Gabbing with Middle-Aged Catholics


St.  Edward's Catholic Church, Shelton, WA

St. Edward's Catholic Church, Shelton, WA

I work in a county office here in rural Washington—and, sometimes the stereotype about county workers are true: middle-aged women who like to gab populate these positions. So, true to form on a late Thursday afternoon, the ladies at Mason County Extension started gabbing about their weekend plans. And yesterday, the topic was going to church on the weekend.

I had no idea I worked with so many cradle Catholics!

The Latina in the group grew up Catholic and now sort of disdains the whole institution. She takes her family to Mass every once in a while, mostly because her husband wants them to go. She does keep her kids enrolled in CCD and Confirmation classes. Why, I asked. Just because that’s what you should do.

My fellow Midwest transplant hasn’t been to Catholic Mass in years—wouldn’t even dream of it. She goes to the upbeat (?!) Lutheran service where the county commissioner plays harmonica in the church band.

The local busy-body is married to a Catholic who started asking the family to go to Mass on Sundays several years ago. He teaches CCD and she wishes she spoke Spanish so she could attend the Spanish Mass—she spotted guitars going in the door; a would-be vast improvement over the apparently lackluster English Mass musician.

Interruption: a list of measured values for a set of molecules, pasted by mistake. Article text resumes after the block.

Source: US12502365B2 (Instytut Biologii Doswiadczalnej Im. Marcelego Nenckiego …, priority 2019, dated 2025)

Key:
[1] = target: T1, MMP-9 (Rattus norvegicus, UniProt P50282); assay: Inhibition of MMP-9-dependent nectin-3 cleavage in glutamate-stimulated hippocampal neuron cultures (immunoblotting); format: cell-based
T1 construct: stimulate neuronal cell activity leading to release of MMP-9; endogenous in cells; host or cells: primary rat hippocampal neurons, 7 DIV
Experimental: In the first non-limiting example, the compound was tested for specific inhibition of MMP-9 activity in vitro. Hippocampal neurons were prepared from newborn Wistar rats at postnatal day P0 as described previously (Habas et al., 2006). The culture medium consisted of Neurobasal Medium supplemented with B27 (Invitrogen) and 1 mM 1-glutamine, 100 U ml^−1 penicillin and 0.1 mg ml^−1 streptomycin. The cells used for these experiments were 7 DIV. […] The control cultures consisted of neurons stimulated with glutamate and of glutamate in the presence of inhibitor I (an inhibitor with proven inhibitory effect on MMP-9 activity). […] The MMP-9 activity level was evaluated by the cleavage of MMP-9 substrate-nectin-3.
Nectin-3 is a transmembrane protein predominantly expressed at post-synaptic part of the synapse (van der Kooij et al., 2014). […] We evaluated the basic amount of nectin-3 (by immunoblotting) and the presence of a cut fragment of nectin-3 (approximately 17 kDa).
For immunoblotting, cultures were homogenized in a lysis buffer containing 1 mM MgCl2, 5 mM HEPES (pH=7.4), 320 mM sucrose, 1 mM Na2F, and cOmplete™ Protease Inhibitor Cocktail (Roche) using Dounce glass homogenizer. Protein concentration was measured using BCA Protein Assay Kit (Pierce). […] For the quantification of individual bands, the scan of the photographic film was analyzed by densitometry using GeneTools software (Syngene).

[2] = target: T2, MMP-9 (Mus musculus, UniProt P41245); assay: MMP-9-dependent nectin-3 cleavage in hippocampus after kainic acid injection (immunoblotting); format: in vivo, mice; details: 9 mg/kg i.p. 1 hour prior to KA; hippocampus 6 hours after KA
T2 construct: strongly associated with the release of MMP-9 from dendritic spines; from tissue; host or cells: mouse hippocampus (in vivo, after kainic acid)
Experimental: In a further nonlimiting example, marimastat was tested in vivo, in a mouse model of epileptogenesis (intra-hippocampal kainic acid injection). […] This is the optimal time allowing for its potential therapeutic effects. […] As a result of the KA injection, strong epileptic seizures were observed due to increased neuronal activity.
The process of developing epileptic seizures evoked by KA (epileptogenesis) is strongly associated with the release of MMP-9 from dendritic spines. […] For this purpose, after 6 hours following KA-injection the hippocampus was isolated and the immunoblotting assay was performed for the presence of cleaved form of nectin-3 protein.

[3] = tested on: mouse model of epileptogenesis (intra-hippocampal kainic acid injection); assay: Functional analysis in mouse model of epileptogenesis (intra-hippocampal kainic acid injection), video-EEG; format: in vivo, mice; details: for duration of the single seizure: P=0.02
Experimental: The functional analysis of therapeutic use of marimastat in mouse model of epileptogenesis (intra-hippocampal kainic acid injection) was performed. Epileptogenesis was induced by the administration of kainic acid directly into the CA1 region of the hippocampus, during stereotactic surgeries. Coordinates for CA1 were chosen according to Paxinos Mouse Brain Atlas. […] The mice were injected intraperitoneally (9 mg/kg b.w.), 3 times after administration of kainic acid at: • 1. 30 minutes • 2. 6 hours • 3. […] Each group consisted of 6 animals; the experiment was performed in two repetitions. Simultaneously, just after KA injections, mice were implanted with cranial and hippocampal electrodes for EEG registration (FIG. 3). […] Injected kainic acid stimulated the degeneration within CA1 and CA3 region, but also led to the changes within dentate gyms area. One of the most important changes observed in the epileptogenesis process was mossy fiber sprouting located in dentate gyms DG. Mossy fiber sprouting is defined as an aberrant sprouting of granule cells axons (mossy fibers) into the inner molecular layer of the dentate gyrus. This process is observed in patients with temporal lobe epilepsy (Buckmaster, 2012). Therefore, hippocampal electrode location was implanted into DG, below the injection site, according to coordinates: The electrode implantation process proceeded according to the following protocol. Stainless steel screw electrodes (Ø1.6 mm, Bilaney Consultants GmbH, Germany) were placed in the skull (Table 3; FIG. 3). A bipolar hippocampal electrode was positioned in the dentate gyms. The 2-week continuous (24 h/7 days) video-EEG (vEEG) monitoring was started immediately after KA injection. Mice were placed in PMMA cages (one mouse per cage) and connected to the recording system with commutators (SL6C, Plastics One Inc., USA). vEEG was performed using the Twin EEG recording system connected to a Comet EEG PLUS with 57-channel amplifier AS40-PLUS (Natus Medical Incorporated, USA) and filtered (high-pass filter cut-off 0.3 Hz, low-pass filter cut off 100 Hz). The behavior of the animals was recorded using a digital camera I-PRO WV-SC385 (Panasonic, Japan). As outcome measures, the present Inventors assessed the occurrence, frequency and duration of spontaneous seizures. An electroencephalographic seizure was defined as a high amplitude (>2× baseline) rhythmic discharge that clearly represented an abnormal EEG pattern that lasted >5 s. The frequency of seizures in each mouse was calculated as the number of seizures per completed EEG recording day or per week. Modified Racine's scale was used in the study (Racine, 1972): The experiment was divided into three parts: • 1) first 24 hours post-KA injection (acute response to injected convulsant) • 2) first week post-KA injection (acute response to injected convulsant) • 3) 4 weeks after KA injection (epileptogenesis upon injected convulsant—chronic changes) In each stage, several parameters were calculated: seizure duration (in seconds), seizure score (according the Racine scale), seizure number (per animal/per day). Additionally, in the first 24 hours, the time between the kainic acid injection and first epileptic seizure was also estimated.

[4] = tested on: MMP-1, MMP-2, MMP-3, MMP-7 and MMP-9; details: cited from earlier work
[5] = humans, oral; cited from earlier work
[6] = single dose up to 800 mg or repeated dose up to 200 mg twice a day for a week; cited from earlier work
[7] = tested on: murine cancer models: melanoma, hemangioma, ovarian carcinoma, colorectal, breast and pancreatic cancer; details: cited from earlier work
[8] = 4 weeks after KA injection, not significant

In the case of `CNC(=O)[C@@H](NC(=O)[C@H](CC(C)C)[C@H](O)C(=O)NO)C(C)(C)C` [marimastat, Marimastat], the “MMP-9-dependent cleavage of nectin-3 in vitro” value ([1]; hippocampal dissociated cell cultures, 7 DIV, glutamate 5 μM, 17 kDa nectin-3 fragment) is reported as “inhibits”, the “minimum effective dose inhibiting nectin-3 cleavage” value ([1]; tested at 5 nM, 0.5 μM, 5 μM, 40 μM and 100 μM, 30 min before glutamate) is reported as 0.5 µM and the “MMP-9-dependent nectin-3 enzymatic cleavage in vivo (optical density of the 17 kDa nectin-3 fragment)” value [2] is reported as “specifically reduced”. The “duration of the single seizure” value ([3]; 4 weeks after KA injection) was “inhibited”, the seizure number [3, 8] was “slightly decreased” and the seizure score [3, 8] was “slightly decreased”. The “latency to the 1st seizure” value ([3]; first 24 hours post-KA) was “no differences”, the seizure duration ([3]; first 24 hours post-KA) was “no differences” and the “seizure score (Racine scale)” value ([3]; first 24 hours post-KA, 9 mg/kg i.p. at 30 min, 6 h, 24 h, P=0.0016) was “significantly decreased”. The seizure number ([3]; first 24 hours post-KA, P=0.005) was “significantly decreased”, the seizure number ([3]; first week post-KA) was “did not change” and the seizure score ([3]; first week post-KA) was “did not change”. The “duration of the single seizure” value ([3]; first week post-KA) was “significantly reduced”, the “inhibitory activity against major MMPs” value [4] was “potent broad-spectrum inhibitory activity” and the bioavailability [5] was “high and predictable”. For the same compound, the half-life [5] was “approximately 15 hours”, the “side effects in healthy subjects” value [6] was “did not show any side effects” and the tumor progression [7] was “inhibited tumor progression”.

I have spent so much time and energy thinking about young women’s Catholic identity, that I was startled to hear these 40- 50-something women talking about their Catholic lives.

Have you had similar conversations? How do middle-age women you know talk about being Catholic? Why do they or don’t they attend Mass? What sorts of tones do they use to talk about Mass?

Kate Dugan is a 29-year old Catholic living on Harstine Island in Shelton, Washington. She is a co-editor of From the Pews in the Back: Young Women & Catholicism.


1 thought on “Gabbing with Middle-Aged Catholics

  1. I wrote about this a bit in a previous post; when I asked my mother why she had remained Catholic, hoping for spiritual insight, all I received was talk about how her “guilt made her do it.” This seems to be the general consensus among most middle-aged Catholics (actually, mostly former-middle-aged Catholics), that the one thing about Catholicism that never leaves the psyche is the guilt complex. I think it’s rather depressing that this is all these women feel they took with them from the faith of their childhood. I also find that a lot of middle aged women haven’t truly transitioned past Vatican II; the way they were Catholics as children is the way they remain Catholics in their hearts, regardless of whether or how things have changed.

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